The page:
I am currently working on a semi-secret project, one that is requiring me to really stretch… Okay, I will actually confess that instead of a stretch this is a real JUMP out of my comfort zone!

I’m working with a size larger than 24" x 24", and I’m doing quilt piecework beyond my beloved log cabin strip construction! The crib quilt project that I am designing uses a handpainted batik panel by Mahyar as a focal point, and it has a very cool border design, similar to that pictured below, that I wanted to echo.

Batik detail on Mahyar batik panel

My first thought was using pieced Half Square Triangles (HST). I had heard good things about the Triangles On A Roll for piecing HSTs, and thought I would experiment with them. I began by purchasing sample rolls in couple different sizes and testing them with fabrics. There’s a free Craftsy Tutorial that is nicely illustrated with clear photos on how to use Triangles on a Roll to sew HSTs: so simple to use!

Spoiler Alert: I love this product so much I’ve added it to the Artistic Artifacts store! Shop all Triangles On A Roll products »

2½" finished block, using Triangles On A Roll ; each square tells you how wide to cut your fabric squares, as seen in this photograph.

Above, 2½" finished block, using two different fabrics. A great feature of the Triangles On A Roll papers
is that each one tells you how wide to cut your fabric squares, as you can see in this photograph.

The Triangles On A Roll blog had a post about how quick using these products can be. Nedra Sorensen of Triangles On a Roll decided to time herself in making 44 HSTs for a project. Her sewing time was 13 minutes; her cutting time 5 minutes; paper removal time 5 minutes; pressing time 5 minutes, and trimming off the bunny ears 2 minutes. A total of 30 minutes! Now, of course quilting’s not a race, but even for a beginner using this product, the time savings from cutting and piecing a HST the old-fashioned way is incredible. Plus, you are getting consistently precise, accurate results.

Woodstock batik by Batik Tambal sewn using Triangles On A Roll

Above, a fun result using Woodstock, 1969, an ombre batiks that is one of the dessigns created exclusively for us by Indonesian artisans. We just released a new Ferns pattern in six beautiful colorwayas!

Then, thinking of structure like the log cabin construction (see, I didn’t get too far away from my default mode!), I wanted to experiment with the contrast of light and dark fabrics:

HSTs sewn using Triangles On A Roll

The top HST in the above photo has had its “bunny ears” trimmed. Look at the accuracy of the piecing and the even seam allowances. Each of these rolls are 50 feet long, and the number of finished HSTs will vary with the size. For instance, the 3½" roll will make 540 HSTs!

Key points to remember when sewing HSTs with Triangles On A Roll:

  • Pin the paper to the top of two (2) pieces of fabric that are facing right sides together.
  • Shorten your stitch length on your sewing machine to make it easier to remove the paper after piecing. Triangles On A Roll recommends a 1.5 setting.
  • Sew on the dotted lines.
  • Cut on the solid lines.

So, once I had warmed up with several piecing sessions using different sizes and fabrics, my next step was to use HSTs in a project.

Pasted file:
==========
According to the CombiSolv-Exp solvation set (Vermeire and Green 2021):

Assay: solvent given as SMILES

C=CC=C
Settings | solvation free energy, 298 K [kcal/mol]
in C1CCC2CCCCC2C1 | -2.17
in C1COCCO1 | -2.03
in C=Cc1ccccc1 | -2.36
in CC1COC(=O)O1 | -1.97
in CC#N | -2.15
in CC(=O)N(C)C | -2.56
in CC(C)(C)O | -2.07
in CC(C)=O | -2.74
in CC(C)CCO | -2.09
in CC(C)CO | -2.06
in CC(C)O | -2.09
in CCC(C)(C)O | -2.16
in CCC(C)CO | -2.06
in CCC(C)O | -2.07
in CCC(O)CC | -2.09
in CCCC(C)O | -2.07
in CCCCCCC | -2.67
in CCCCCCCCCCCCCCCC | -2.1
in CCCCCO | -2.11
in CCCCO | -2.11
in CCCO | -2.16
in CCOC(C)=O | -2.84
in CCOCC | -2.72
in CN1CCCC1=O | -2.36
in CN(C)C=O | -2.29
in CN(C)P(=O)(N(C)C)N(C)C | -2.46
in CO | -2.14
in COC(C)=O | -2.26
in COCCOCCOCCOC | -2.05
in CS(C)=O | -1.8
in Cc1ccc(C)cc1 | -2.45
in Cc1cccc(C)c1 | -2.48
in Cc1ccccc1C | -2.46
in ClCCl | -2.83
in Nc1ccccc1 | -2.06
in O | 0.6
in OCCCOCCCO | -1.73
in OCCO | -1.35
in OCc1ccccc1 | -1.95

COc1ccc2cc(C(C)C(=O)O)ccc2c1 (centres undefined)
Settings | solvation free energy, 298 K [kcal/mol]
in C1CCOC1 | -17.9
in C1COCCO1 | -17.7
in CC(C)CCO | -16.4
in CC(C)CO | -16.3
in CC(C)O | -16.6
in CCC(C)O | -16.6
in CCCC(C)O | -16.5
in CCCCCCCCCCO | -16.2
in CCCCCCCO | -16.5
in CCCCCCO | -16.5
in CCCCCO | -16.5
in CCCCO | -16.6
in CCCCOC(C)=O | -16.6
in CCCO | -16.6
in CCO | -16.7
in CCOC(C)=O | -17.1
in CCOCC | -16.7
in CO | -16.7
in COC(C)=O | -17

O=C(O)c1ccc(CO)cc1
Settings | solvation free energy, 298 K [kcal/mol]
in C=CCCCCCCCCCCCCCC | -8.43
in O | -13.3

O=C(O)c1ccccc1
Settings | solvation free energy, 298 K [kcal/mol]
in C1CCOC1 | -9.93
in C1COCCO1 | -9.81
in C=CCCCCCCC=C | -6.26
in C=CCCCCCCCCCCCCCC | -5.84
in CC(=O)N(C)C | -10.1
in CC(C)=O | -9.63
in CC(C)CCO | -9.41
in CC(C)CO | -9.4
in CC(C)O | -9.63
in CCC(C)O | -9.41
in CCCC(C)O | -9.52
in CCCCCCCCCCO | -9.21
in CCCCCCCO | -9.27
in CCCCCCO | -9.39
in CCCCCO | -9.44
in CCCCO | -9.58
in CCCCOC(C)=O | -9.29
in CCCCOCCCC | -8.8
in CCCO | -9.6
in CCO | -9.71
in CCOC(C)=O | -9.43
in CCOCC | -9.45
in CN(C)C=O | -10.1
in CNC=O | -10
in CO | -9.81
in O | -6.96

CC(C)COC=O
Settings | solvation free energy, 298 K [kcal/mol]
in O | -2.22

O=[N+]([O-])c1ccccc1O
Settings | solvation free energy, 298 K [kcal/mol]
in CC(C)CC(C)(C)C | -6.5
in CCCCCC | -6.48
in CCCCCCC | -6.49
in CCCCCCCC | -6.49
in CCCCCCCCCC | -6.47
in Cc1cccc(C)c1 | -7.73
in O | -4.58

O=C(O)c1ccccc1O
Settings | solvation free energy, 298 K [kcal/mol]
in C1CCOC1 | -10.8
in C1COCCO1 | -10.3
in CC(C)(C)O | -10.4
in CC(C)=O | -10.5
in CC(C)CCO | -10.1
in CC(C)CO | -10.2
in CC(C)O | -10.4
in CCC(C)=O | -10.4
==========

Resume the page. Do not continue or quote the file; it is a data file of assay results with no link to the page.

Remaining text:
HSTs from two different Australian fabrics, sewn using Triangles On A Roll

Above, River Dreaming Red by Barbara Egan and Bush Coconut Dreaming Red by Audrey Martin, two Aborigine Designed Fabric that look great together.

Pillow top, designed using a handpainted batik panel by Ahmed and HSTs sewn using Triangles On A Roll

I used an Ahmed batik panel and cut it in half horizontally to make two coordinating pillows. After framing the panel in narrow strips, I enlarged the surface using my red and black HSTs on just two sides for an asymmetrical look.

Pillow top, designed using a handpainted batik panel by Ahmed and HSTs sewn using Triangles On A Roll

Above, the second pillow top (both are still in progress with the binding and the backing). One hint for you, watch the orientation of the triangles when you use them to wrap around a block (as I did here), rather than in a straight line.

Detail, free motion quilting, of pillow top, designed using a handpainted batik panel by Ahmed

A detail of my free motion quilting of the panel. Abstracts are fun, because anything goes!

So with my pillows essentially finished, I’m back to my original idea using the Mayhar Batik Art Panel…

Piecing with Triangles On A Roll paper

Half Square Triangles (HSTs) created with Triangles On A Roll paper

Triangles On A Roll products are definitely going to help me create a wonderful Mahyar crib quilt design!

Batik panel  by Mahyar, a focal point of an upcoming quilt project

Books as Inspiration vs. Prescription

Guest post by Christine Vinh, StitchesnQuilts

I pondered this “Inspiration vs. Prescription” idea one day when browsing through the new books at Artistic Artifacts. As artists — name your media — we probably use books for both inspiration and prescription.

  • Some books are just eye candy and must-haves for that reason alone.
  • Others teach new techniques and skills to add to our “tool box.”
  • There are those who select a book for the instructions to make a project just like the one the artist author shows in the book.